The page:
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Stuck in a rut; the bad kind.

  1. Nov 1, 2011 #1
    As of late, I'm at my computer nearly all day, watching F.R.I.E.N.D.S and reading stuff on PF. I've also started reading the latest arcs of the Batman comics. There's that and bits of studying thrown in.
    Actually, that's what I've been doing ever since we shifted from dial-up to broadband internet, back in 2006.

    It's somewha...depressing? I don't mind staying in - I actually love reading but there doesn't seem to be anything to "look forward to" and when I do go out, I find traveling a nuisance and just want to get back home asap.

    The solution would be to change my routine. But change it to what? The guys (4-5 close friends) seem to be in a similar situation except that they seem fairly content with nothing happening. I feel like if I keep at it, I'm going to get sucked into by the big laziness monster and I'll end up staying with my parents all my life. Anyway, my friends seem to be happy playing pool but I never really got into it, and besides, the pool tables we play at aren't high enough for me, which means that I have to get into some tantric postures and such to be able to even shoot the bastard.

    The irony is that I used to be very active when I was younger and I gradually stopped spending time outdoors because:
    a) I sucked at most sports
    b) I did love skating but there aren't *any* good areas to skate are where I live, so I lost interest
    c) The people I used to be friends started turning into little Snorlaxes and decided that they'd make better use of their time by napping

    I suppose that's really when I started staying in, not doing any particularly useful. Anyway, my weeks are dull. Watching F.R.I.E.N.D.S and other "happy" tv shows (i.e: not Breaking Bad), makes me think that my friends and I are turning into lethargic, depressed freaks.


    I gotta figure out how to get out of this vicious cycle of nothing-nothing-nothing. The only productive things I've done lately, besides learning some math, is reading up an absurdist play and starting a second.
  2. jcsd
  3. Nov 1, 2011 #2
    I was in a bit of a different rut three years ago. What got me out of it was volunteering. It's an easy way to meet new people and feel good about helping others.
  4. Nov 1, 2011 #3


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    Meeting new people could be an option.

    I've found previously in my life that when you meet people that just want more out of life then it can have a habit of being contagious.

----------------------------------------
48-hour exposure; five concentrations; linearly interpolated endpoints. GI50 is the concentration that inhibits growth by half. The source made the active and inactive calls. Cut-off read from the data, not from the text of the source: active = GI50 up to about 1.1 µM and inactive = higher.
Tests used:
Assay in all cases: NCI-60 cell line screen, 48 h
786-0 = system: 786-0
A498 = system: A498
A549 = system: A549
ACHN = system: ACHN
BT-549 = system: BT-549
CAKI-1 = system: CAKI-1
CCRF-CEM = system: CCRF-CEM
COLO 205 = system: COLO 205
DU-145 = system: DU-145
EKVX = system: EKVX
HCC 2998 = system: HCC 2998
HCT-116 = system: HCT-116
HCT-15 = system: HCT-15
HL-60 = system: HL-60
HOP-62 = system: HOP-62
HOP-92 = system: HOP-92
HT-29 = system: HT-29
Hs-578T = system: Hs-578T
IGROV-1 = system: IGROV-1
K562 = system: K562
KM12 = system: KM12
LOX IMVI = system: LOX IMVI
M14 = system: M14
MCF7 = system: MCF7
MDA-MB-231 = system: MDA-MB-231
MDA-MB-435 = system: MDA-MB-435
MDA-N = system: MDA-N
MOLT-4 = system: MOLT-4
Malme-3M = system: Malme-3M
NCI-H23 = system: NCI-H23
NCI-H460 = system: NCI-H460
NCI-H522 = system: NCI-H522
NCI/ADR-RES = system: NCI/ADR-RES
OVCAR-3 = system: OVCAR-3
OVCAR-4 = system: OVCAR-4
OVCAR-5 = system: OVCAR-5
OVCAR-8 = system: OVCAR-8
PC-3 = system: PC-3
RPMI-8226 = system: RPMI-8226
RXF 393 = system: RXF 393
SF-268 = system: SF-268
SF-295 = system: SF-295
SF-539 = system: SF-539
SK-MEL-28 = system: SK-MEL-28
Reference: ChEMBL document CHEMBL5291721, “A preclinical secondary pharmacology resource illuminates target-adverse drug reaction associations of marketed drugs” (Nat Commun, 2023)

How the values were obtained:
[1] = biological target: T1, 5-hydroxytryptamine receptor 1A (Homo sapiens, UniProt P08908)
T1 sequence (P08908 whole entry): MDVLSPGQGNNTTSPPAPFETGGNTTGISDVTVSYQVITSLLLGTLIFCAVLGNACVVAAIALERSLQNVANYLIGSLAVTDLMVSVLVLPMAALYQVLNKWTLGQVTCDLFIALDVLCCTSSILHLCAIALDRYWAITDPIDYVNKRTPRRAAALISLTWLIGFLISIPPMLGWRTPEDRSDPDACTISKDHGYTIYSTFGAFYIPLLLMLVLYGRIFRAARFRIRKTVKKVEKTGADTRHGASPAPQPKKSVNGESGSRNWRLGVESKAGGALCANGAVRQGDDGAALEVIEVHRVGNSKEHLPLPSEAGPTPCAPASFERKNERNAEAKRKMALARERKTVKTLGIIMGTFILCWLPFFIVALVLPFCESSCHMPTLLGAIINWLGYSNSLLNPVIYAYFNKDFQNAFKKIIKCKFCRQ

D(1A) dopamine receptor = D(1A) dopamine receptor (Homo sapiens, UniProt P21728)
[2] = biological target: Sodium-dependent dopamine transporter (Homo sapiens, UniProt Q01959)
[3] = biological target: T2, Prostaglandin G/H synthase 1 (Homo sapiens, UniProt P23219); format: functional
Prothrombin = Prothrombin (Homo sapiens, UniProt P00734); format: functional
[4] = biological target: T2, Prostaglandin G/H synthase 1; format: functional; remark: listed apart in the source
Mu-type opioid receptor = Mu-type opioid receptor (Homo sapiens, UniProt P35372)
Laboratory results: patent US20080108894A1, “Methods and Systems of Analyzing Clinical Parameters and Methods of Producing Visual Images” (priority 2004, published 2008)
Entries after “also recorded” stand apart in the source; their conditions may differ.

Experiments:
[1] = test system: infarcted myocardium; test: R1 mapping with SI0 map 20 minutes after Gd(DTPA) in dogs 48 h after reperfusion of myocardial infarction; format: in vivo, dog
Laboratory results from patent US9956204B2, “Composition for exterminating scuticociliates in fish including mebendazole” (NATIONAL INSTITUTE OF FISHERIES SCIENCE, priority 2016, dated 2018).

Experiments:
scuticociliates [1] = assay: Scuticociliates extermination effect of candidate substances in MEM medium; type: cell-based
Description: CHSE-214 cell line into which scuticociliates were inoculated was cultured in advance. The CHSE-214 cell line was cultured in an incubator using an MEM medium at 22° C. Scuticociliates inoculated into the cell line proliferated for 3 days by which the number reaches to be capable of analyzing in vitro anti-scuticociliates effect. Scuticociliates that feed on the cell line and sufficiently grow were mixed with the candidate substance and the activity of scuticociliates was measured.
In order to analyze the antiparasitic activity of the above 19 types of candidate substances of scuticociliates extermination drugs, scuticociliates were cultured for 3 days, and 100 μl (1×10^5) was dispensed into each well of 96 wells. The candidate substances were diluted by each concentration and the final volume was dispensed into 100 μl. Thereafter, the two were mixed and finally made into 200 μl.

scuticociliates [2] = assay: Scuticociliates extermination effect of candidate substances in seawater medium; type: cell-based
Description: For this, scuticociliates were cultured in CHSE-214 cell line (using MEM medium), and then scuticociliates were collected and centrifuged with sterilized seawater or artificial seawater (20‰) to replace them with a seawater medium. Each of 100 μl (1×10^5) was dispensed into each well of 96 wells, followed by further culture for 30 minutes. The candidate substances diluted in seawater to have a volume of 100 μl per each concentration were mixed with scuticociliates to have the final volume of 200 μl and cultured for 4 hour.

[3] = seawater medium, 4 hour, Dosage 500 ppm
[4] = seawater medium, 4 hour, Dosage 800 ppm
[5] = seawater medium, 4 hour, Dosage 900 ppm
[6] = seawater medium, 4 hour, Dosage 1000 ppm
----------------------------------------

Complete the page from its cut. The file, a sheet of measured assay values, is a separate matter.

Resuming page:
The issue that has popped up sometimes is that some of your current friends might feel threatened that you are getting new friends: if this is the case, then they probably are not really your friends so to speak.

    Also it doesn't mean you have to "dump" them and never acknowledge them ever again, but if moving on to something new is what you need to do, then do so while maintaining good core values.

    Also I should say that doing absolutely nothing from time to time is ok. We all need time out at some point.

    I think also that when you are in a position where you don't need to manage time as much, then you tend to get lazy: think of it as the least action principle. The people that are really productive often do so out of necessity: they might be juggling uni with a full-time job, or work with kids, or something along those lines. They are just doing these things out of necessity, and chances are that if you had those kind of commitments and responsibilities you would do the same.

    So in saying that if you wanted to change your routine it would be better if you did it out of necessity, because lets face it: most humans don't work harder if they can get away with working less: the least action principle, or human nature at its finest ;)
  5. Nov 1, 2011 #4


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    @OP, do you like animals? It seems that you have enough time to lavish on a dog who needs a good home. If you can't adopt a dog (personal situation/housing/etc), I'll bet you could volunteer at a local ASPCA shelter. They always need help. You'd probably be energized by taking dogs out of their confinement, playing chase, fetch, etc. Dogs give love unconditionally. As soon as they know and trust you, they are SO happy to see you!